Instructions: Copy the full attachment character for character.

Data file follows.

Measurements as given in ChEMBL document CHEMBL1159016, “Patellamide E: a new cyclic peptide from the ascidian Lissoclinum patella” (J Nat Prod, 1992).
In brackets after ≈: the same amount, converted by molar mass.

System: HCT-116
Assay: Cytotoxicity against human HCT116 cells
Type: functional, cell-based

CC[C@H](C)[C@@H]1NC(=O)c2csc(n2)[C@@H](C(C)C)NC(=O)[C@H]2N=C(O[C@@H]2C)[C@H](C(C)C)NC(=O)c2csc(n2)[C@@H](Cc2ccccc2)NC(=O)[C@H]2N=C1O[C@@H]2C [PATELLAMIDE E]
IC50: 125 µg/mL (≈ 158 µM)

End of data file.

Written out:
Measurements as given in ChEMBL document CHEMBL1159016, “Patellamide E: a new cyclic peptide from the ascidian Lissoclinum patella” (J Nat Prod, 1992).
In brackets after ≈: the same amount, converted by molar mass.

System: HCT-116
Assay: Cytotoxicity against human HCT116 cells
Type: functional, cell-based

CC[C@H](C)[C@@H]1NC(=O)c2csc(n2)[C@@H](C(C)C)NC(=O)[C@H]2N=C(O[C@@H]2C)[C@H](C(C)C)NC(=O)c2csc(n2)[C@@H](Cc2ccccc2)NC(=O)[C@H]2N=C1O[C@@H]2C [PATELLAMIDE E]
IC50: 125 µg/mL (≈ 158 µM)